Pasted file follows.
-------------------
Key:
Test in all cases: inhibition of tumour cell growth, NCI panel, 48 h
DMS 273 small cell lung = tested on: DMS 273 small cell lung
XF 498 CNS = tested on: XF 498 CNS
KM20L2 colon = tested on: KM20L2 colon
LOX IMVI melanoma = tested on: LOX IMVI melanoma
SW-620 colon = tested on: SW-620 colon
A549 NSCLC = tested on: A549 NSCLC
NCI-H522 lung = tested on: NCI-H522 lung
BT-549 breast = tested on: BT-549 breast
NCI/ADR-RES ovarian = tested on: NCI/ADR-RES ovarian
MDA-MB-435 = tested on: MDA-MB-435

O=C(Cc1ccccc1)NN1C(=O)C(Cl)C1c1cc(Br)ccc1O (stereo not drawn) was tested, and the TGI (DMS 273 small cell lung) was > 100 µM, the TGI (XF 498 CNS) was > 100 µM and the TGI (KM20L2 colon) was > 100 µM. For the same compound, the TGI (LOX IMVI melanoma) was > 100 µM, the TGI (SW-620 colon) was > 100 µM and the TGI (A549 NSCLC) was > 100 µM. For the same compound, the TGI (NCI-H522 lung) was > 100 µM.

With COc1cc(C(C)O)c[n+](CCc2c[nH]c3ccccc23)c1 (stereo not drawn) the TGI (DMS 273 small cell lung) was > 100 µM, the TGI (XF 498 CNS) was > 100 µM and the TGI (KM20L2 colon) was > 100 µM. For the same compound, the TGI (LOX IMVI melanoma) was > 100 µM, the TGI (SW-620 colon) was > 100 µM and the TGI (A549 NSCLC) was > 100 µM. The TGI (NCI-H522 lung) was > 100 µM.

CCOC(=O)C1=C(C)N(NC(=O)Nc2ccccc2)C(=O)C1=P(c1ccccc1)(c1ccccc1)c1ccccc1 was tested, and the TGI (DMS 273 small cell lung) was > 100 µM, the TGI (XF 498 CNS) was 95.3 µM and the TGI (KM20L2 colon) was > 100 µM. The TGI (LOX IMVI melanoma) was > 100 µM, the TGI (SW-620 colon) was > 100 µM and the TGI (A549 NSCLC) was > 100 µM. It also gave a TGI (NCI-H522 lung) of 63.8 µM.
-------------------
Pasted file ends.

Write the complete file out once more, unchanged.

Key:
Test in all cases: inhibition of tumour cell growth, NCI panel, 48 h
DMS 273 small cell lung = tested on: DMS 273 small cell lung
XF 498 CNS = tested on: XF 498 CNS
KM20L2 colon = tested on: KM20L2 colon
LOX IMVI melanoma = tested on: LOX IMVI melanoma
SW-620 colon = tested on: SW-620 colon
A549 NSCLC = tested on: A549 NSCLC
NCI-H522 lung = tested on: NCI-H522 lung
BT-549 breast = tested on: BT-549 breast
NCI/ADR-RES ovarian = tested on: NCI/ADR-RES ovarian
MDA-MB-435 = tested on: MDA-MB-435

O=C(Cc1ccccc1)NN1C(=O)C(Cl)C1c1cc(Br)ccc1O (stereo not drawn) was tested, and the TGI (DMS 273 small cell lung) was > 100 µM, the TGI (XF 498 CNS) was > 100 µM and the TGI (KM20L2 colon) was > 100 µM. For the same compound, the TGI (LOX IMVI melanoma) was > 100 µM, the TGI (SW-620 colon) was > 100 µM and the TGI (A549 NSCLC) was > 100 µM. For the same compound, the TGI (NCI-H522 lung) was > 100 µM.

With COc1cc(C(C)O)c[n+](CCc2c[nH]c3ccccc23)c1 (stereo not drawn) the TGI (DMS 273 small cell lung) was > 100 µM, the TGI (XF 498 CNS) was > 100 µM and the TGI (KM20L2 colon) was > 100 µM. For the same compound, the TGI (LOX IMVI melanoma) was > 100 µM, the TGI (SW-620 colon) was > 100 µM and the TGI (A549 NSCLC) was > 100 µM. The TGI (NCI-H522 lung) was > 100 µM.

CCOC(=O)C1=C(C)N(NC(=O)Nc2ccccc2)C(=O)C1=P(c1ccccc1)(c1ccccc1)c1ccccc1 was tested, and the TGI (DMS 273 small cell lung) was > 100 µM, the TGI (XF 498 CNS) was 95.3 µM and the TGI (KM20L2 colon) was > 100 µM. The TGI (LOX IMVI melanoma) was > 100 µM, the TGI (SW-620 colon) was > 100 µM and the TGI (A549 NSCLC) was > 100 µM. It also gave a TGI (NCI-H522 lung) of 63.8 µM.